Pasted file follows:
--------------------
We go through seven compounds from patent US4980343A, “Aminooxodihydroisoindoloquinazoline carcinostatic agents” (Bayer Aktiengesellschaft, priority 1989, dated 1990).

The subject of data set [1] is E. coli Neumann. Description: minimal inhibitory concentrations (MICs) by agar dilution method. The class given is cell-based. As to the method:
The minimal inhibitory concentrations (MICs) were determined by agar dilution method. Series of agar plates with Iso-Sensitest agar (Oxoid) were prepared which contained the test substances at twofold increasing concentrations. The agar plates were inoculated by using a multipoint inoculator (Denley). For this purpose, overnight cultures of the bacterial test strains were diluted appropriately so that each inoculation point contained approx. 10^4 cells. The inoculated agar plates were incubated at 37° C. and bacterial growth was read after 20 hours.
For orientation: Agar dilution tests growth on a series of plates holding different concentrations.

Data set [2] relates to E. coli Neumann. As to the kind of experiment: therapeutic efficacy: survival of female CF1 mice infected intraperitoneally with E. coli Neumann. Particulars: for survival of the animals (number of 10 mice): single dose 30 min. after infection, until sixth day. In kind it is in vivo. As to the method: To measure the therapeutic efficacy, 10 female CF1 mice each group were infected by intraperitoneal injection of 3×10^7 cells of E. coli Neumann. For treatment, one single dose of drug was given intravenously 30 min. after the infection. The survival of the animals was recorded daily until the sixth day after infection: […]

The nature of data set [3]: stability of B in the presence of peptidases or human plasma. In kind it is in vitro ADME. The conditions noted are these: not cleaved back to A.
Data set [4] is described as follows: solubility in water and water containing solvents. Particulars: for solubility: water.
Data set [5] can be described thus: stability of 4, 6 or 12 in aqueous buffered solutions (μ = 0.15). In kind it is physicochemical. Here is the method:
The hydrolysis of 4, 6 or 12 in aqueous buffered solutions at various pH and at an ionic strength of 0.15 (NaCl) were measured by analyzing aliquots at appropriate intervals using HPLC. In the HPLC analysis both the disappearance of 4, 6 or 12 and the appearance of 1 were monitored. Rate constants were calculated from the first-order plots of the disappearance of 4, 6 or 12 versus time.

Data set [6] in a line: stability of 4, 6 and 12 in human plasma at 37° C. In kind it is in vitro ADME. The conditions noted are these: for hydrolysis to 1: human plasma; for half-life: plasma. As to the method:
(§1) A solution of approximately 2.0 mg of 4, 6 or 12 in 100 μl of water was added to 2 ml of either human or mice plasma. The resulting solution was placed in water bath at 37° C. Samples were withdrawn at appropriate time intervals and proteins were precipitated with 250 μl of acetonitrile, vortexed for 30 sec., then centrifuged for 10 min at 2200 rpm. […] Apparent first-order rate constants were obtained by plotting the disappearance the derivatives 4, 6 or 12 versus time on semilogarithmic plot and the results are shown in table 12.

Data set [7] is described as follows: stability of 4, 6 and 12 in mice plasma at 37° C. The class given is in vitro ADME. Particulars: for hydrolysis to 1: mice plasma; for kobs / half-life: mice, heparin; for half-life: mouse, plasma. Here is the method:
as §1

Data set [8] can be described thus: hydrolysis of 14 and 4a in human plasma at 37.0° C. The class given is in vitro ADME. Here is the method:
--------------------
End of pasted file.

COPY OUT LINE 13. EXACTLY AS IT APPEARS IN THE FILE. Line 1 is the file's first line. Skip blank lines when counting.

as §1